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Mid-sized e-Expert to join a smaller e-Partner



PEUGEOT Australia is keen to follow the launch of the battery-powered e-Partner compact truck this week alongside the mid-size e-Expert.

According to Kieran Graddge, national aftermarket manager for Peugeot Australia, those who want an electric van won’t have to wait long to get their hands on a larger Peugeot product, with the e-Expert expected to arrive soon. next year.

It will likely have the same marketing strategy as its smaller e-Partner brother when it is sold alongside internal combustion engine variants while launching Down Under in 2024 as a follow-up to the version. the upcoming electric version of the 2008 small SUV and the return of the 208 lightweight hatch in electric-only form.

Mr. Gradedge revealed that, after assessing the market, the all-electric e-Expert van was given priority to Australia.

“We will have more electric vehicles here soon, starting with the e-2008 SUV and then the e-208 light car with an electric LCV being rolled out,” he told GoAuto.

“The E-2008 will be out before the end of the year and the e-208 will be here after that in 2024 and we are looking at getting the mid-size van e-Expert here in a similar timeframe. .”

In Australia, the e-Expert will have more competition than the smaller e-Partner, which currently has only one model up against it: Renault’s ZE Kangoo.

e-Expert will go head-to-head with all-electric models from Ford (E-Transit), Mercedes-Benz (eVito) and LDV (eDeliver 9), etc. Electric mid-size trucks are expected from the brands. Others include Volkswagen, Renault, Iveco and a host of Chinese manufacturers.

Expert diesel versions start at $43,397 plus on-road costs in Australia and, in addition to the aging Chinese-made LDV G10 and V80, are in the more affordable segment of the price range. The price is lower than VW’s Transporter starting price but about $7000 less than the Ford Transit, from $3,000 less than the Hyundai Staria and about $5500 less than the Renault Trafic’s starting point.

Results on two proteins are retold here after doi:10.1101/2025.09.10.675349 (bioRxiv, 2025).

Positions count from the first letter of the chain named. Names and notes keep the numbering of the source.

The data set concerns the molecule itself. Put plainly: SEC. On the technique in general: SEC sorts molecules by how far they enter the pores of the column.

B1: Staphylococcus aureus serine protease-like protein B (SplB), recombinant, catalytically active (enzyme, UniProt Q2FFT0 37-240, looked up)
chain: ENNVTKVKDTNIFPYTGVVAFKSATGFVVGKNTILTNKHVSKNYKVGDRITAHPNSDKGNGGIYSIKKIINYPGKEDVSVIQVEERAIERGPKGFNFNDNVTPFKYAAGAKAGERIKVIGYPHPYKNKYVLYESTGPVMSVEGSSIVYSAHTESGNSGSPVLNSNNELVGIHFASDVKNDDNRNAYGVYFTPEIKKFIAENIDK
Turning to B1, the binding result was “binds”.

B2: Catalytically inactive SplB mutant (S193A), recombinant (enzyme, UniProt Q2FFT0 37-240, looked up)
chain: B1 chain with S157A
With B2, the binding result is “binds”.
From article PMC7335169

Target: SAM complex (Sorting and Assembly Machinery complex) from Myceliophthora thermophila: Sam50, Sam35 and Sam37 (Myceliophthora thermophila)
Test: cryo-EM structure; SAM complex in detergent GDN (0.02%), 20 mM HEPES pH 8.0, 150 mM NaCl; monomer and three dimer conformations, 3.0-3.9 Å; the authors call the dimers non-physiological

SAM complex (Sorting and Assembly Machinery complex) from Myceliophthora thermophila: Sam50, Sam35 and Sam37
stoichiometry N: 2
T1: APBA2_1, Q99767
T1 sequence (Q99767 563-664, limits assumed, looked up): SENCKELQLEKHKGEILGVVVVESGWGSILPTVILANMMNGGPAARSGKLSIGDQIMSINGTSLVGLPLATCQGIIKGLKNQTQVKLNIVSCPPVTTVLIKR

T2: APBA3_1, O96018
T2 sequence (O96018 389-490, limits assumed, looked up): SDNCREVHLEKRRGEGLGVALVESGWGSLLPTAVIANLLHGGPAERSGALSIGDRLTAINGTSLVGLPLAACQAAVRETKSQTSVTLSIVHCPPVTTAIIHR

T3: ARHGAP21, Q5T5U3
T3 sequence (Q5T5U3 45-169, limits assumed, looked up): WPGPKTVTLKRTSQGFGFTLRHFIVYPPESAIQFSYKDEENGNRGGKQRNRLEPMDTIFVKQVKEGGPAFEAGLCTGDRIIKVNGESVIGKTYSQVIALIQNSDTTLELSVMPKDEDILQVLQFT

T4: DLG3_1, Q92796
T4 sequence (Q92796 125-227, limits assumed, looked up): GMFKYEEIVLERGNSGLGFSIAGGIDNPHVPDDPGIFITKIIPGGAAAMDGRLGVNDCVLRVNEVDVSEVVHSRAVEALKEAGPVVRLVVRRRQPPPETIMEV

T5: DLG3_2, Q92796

That pricing regime lends itself well to e-Expert, which is arguably one of the most affordable mid-size BEVs available here.

Peugeot Australia will wait for RHD to have the mid-life e-Expert upgrade available to ensure the model is as up-to-date as possible for the local market.

The revised model’s appearance is said to be updated along with other changes and inclusions, a focus on the interior, a new digital instrument panel, a large touchscreen display and a new steering wheel. The underfloor battery pack is said to have been upgraded to increase range and charge faster.

Like the e-Partner, the e-Expert is based on Peugeot’s EMP2 platform, with a front-wheel drive configuration and a battery pack under the luggage compartment floor.

The model uses the same 100kW/260Nm single electric traction motor as the smaller e-Partner and is currently available overseas with a choice of 50 and 75kWh batteries, the latter capable of reaching the claimed 330km WLTP range. .

An upgraded segment from the e-Partner, the e-Expert is sold in Europe in three sizes, Compact, Standard and Long Wheelbase, all of which offer the same weight and payload dimensions as the other models. equivalent ICE form.

The larger truck also boasts significantly more towing capacity and payload of 1000kg and 1275kg respectively compared to the smaller truck’s 750kg.

Regarding the demise of ICE-powered LCVs, Peugeot Australia chief executive Kate Gillis said the brand “will not turn away from ICE vehicles as we will continue to offer them alongside electric models in the coming years. future”.

“Stellantis has parallel development programs across electric powertrains and ICE as it is committed to offering choice to all its customers.

“LCVs are an important part of our product line, and we will look to offer more options to our customers, many of whom want to downsize their vehicles or don’t want a ute. ,” she said.

Peugeot’s light commercials are very popular in Europe, with strong sales across all powertrain types and size segments, and Peugeot Australia is keen to mimic Europe’s LCV results here. , leading to product line expansion.

The French carmaker was one of the first to introduce light commercial trucks in 1895 with the Peugeot Type 12. Essentially a motorized wagon, this vehicle captivated the eyes of the crowd. Buyer is looking for a versatile utility vehicle.

The concept continued over the next 125 years with more innovative LCVs such as the 163 from the 1920s and the 1950s dashboard van, possibly the first of its kind.

That innovation is currently focused on new energy vehicles (NEVs) that include hydrogen but especially those powered by electric and all-electric drive trains.

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